To rapidly transport the right ions through the cell membrane, the tiny channels rely on a complex interplay between the ions and surrounding molecules,...

Im Focus: Towards data storage at the single molecule level

The miniaturization of the current technology of storage media is hindered by fundamental limits of quantum mechanics. A new approach consists in using so-called spin-crossover molecules as the smallest possible storage unit. Similar to normal hard drives, these special molecules can save information via their magnetic state. A research team from Kiel University has now managed to successfully place a new class of spin-crossover molecules onto a surface and to improve the molecule’s storage capacity. The storage density of conventional hard drives could therefore theoretically be increased by more than one hundred fold. The study has been published in the scientific journal Nano Letters.

Over the past few years, the building blocks of storage media have gotten ever smaller. But further miniaturization of the current technology is hindered by...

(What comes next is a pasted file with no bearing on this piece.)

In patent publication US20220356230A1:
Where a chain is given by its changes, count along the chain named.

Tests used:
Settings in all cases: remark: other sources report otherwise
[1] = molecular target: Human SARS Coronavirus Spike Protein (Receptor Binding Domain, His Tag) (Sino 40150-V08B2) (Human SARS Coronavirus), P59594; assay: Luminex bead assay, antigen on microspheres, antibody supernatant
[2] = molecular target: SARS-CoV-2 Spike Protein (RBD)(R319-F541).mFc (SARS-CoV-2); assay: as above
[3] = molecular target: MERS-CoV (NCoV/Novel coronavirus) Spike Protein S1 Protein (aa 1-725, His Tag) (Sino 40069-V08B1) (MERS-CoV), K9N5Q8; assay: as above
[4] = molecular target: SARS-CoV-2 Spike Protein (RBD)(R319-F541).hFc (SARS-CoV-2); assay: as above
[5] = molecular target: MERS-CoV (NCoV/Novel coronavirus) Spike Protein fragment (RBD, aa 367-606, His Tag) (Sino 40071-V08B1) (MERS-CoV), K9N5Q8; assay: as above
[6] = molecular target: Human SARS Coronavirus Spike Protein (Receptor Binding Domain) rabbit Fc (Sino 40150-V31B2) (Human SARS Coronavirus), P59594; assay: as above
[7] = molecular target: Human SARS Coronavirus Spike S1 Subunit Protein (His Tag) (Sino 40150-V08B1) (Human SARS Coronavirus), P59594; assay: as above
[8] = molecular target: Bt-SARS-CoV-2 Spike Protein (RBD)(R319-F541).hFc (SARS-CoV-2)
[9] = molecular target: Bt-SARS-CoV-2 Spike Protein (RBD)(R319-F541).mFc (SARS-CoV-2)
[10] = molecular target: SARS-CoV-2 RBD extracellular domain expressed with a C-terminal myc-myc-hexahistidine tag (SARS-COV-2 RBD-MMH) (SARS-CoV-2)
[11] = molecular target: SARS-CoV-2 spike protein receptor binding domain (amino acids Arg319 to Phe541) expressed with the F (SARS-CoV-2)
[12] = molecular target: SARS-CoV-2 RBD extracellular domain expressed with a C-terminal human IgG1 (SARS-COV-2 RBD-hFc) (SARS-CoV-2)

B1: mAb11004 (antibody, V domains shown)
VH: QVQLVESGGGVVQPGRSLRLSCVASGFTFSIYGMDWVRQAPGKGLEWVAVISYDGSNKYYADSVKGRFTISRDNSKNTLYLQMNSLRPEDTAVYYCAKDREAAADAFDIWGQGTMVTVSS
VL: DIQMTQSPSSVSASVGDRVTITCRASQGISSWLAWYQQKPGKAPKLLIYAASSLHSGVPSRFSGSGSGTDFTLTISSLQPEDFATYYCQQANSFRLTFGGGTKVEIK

Im Focus: Successful Mechanical Testing of Nanowires

With innovative experiments, researchers at the Helmholtz-Zentrums Geesthacht and the Technical University Hamburg unravel why tiny metallic structures are extremely strong

Light-weight and simultaneously strong – porous metallic nanomaterials promise interesting applications as, for instance, for future aeroplanes with enhanced...

All Focus news of the innovation-report >>>

Anzeige

Anzeige

Event News

See, understand and experience the work of the future

11.12.2017 | Event News

Innovative strategies to tackle parasitic worms

08.12.2017 | Event News

AKL’18: The opportunities and challenges of digitalization in the laser industry

07.12.2017 | Event News

 
Latest News

Plasmonic biosensors enable development of new easy-to-use health tests

14.12.2017 | Health and Medicine

New type of smart windows use liquid to switch from clear to reflective

14.12.2017 | Physics and Astronomy

BigH1 -- The key histone for male fertility

14.12.2017 | Life Sciences

VideoLinks
B2B-VideoLinks
More VideoLinks >>>